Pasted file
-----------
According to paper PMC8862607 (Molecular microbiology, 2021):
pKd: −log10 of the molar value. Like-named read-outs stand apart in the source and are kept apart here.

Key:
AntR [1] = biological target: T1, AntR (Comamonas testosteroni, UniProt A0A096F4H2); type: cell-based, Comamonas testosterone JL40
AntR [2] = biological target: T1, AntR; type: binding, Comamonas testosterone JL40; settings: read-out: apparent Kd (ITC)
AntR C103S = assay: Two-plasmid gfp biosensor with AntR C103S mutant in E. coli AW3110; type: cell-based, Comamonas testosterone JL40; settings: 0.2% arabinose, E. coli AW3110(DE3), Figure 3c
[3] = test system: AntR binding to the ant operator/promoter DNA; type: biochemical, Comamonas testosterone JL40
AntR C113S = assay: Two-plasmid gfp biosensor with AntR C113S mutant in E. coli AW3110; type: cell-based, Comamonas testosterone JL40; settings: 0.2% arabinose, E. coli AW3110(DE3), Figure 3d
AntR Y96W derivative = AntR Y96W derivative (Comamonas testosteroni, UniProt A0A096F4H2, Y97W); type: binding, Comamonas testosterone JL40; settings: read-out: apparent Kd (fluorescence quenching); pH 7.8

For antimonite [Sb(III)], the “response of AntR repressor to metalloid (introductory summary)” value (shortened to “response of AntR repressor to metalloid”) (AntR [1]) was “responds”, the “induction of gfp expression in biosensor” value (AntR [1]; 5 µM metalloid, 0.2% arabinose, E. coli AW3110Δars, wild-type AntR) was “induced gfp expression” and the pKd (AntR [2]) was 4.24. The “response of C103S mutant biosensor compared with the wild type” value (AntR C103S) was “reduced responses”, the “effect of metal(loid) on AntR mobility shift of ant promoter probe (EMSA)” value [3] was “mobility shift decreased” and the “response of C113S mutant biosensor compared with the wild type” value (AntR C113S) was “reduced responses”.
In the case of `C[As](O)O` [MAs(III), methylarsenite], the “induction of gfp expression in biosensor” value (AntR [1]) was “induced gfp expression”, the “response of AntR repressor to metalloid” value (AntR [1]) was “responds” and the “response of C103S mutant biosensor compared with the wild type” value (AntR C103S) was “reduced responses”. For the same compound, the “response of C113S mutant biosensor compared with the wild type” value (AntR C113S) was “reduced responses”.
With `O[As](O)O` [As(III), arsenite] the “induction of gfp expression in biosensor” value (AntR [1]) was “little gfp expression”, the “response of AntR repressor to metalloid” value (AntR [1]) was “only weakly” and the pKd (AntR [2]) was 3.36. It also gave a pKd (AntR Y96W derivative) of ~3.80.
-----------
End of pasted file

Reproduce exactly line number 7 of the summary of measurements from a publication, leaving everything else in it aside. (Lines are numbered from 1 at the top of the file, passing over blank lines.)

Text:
[3] = test system: AntR binding to the ant operator/promoter DNA; type: biochemical, Comamonas testosterone JL40